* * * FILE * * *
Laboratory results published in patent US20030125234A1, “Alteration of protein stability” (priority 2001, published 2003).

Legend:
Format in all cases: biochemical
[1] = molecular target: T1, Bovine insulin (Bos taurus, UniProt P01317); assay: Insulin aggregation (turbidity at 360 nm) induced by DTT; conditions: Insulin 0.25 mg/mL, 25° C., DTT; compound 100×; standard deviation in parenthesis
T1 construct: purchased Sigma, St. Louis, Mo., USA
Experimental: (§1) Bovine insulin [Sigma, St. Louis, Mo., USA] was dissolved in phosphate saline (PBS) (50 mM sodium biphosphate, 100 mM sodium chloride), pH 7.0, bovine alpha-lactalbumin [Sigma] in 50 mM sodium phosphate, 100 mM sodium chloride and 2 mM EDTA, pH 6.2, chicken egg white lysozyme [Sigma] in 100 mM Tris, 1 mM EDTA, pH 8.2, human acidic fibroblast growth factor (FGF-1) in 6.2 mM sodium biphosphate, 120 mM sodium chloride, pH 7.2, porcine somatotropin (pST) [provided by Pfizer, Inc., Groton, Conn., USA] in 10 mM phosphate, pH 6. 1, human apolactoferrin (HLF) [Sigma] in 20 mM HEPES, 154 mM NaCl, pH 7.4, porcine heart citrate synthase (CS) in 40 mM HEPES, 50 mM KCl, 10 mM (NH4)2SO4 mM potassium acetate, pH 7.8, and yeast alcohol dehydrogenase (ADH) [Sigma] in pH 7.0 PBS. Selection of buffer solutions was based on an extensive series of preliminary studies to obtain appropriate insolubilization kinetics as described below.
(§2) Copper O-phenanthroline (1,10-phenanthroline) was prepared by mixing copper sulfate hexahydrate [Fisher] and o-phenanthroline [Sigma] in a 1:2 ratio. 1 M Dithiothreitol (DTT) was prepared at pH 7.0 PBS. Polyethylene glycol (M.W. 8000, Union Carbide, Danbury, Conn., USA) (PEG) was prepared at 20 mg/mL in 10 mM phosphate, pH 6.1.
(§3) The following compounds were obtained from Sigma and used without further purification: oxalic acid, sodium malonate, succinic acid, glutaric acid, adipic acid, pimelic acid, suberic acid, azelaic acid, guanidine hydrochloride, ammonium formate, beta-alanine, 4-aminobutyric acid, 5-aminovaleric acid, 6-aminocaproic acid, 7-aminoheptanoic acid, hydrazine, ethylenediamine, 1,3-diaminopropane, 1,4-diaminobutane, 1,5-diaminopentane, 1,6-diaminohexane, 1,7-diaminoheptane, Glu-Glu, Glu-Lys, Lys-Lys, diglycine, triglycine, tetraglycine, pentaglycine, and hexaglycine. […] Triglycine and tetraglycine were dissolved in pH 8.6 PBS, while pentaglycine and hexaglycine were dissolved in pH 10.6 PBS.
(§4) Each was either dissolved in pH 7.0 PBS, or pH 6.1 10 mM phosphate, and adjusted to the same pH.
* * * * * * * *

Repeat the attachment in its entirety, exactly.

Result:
Laboratory results published in patent US20030125234A1, “Alteration of protein stability” (priority 2001, published 2003).

Legend:
Format in all cases: biochemical
[1] = molecular target: T1, Bovine insulin (Bos taurus, UniProt P01317); assay: Insulin aggregation (turbidity at 360 nm) induced by DTT; conditions: Insulin 0.25 mg/mL, 25° C., DTT; compound 100×; standard deviation in parenthesis
T1 construct: purchased Sigma, St. Louis, Mo., USA
Experimental: (§1) Bovine insulin [Sigma, St. Louis, Mo., USA] was dissolved in phosphate saline (PBS) (50 mM sodium biphosphate, 100 mM sodium chloride), pH 7.0, bovine alpha-lactalbumin [Sigma] in 50 mM sodium phosphate, 100 mM sodium chloride and 2 mM EDTA, pH 6.2, chicken egg white lysozyme [Sigma] in 100 mM Tris, 1 mM EDTA, pH 8.2, human acidic fibroblast growth factor (FGF-1) in 6.2 mM sodium biphosphate, 120 mM sodium chloride, pH 7.2, porcine somatotropin (pST) [provided by Pfizer, Inc., Groton, Conn., USA] in 10 mM phosphate, pH 6. 1, human apolactoferrin (HLF) [Sigma] in 20 mM HEPES, 154 mM NaCl, pH 7.4, porcine heart citrate synthase (CS) in 40 mM HEPES, 50 mM KCl, 10 mM (NH4)2SO4 mM potassium acetate, pH 7.8, and yeast alcohol dehydrogenase (ADH) [Sigma] in pH 7.0 PBS. Selection of buffer solutions was based on an extensive series of preliminary studies to obtain appropriate insolubilization kinetics as described below.
(§2) Copper O-phenanthroline (1,10-phenanthroline) was prepared by mixing copper sulfate hexahydrate [Fisher] and o-phenanthroline [Sigma] in a 1:2 ratio. 1 M Dithiothreitol (DTT) was prepared at pH 7.0 PBS. Polyethylene glycol (M.W. 8000, Union Carbide, Danbury, Conn., USA) (PEG) was prepared at 20 mg/mL in 10 mM phosphate, pH 6.1.
(§3) The following compounds were obtained from Sigma and used without further purification: oxalic acid, sodium malonate, succinic acid, glutaric acid, adipic acid, pimelic acid, suberic acid, azelaic acid, guanidine hydrochloride, ammonium formate, beta-alanine, 4-aminobutyric acid, 5-aminovaleric acid, 6-aminocaproic acid, 7-aminoheptanoic acid, hydrazine, ethylenediamine, 1,3-diaminopropane, 1,4-diaminobutane, 1,5-diaminopentane, 1,6-diaminohexane, 1,7-diaminoheptane, Glu-Glu, Glu-Lys, Lys-Lys, diglycine, triglycine, tetraglycine, pentaglycine, and hexaglycine. […] Triglycine and tetraglycine were dissolved in pH 8.6 PBS, while pentaglycine and hexaglycine were dissolved in pH 10.6 PBS.
(§4) Each was either dissolved in pH 7.0 PBS, or pH 6.1 10 mM phosphate, and adjusted to the same pH.